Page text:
Now that the political lines for the next couple of years are clear, the so-called fiscal cliff stands first on the agenda for President Obama and the existing Congress. The matter is urgent. Unless something is done between now and year-end, some $660 billion in automatic spending cuts and tax hikes will almost certainly toss the economy into recession.
Avoiding it probably would have been easier with a Romney victory. By giving Congress an excuse to wait for the new administration to work out its budget, Romney would have offered both sides of the aisle a way to sidestep this difficult issue. But with Obama’s reelection, the effort to avoid the cliff now requires hard negotiations. The next few weeks doubtless will see a lot of give-and-take and even with the initial spirit of compromise, recriminations, too. Because neither side can concede until the last minute, it’s likely that little will become clear until late December. But it’s nonetheless likely that in the end, Washington will steer clear of the cliff, or most of it, offering a kind of last-minute holiday gift to the economy and markets.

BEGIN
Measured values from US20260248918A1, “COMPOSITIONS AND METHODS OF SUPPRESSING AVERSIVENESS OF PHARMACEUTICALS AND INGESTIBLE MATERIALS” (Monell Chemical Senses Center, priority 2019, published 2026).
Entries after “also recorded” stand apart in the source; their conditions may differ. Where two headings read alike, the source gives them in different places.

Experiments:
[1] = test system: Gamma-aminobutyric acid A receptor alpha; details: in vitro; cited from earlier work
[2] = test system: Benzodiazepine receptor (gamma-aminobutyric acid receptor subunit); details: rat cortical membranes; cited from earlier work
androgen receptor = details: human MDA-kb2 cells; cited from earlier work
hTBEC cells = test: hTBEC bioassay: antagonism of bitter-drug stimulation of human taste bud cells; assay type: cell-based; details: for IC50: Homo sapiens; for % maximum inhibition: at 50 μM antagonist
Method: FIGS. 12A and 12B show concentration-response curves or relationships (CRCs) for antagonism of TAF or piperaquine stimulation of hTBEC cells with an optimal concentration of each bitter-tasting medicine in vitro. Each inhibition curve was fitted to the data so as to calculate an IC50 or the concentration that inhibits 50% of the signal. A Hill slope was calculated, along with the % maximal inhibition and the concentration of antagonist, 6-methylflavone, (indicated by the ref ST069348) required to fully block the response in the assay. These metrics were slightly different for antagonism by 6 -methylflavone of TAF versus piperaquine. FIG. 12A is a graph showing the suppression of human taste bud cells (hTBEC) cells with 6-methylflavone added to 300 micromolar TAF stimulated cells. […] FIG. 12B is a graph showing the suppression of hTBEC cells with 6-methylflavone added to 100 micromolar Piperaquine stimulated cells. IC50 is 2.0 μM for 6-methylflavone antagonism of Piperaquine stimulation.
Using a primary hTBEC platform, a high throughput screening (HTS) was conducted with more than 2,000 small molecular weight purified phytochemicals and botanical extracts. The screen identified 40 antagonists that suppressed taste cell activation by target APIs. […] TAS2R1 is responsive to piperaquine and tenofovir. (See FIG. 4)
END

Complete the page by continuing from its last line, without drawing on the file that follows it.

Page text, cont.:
During the coming period of negotiation and uncertainty, investors and business people need to keep in mind that no one in Washington wants to go off this cliff. Even before the election, Congress had voted to fund the government through March, indicating a clear willingness to at least kick the can down the road. What is more, a bipartisan group of eight senators, calling itself the “Gang of Eight,” was formed well before the election to devise at least a minimum down payment on the deficit that would forestall all the sequestration of discretionary spending, mostly on defense, something on which the 2011 debt ceiling compromise otherwise would have insisted. House Speaker John Boehner had already outlined the basis of a compromise on the Bush tax cuts. So this process began weeks ago. Still, some pieces of the cliff will be easier to level than others.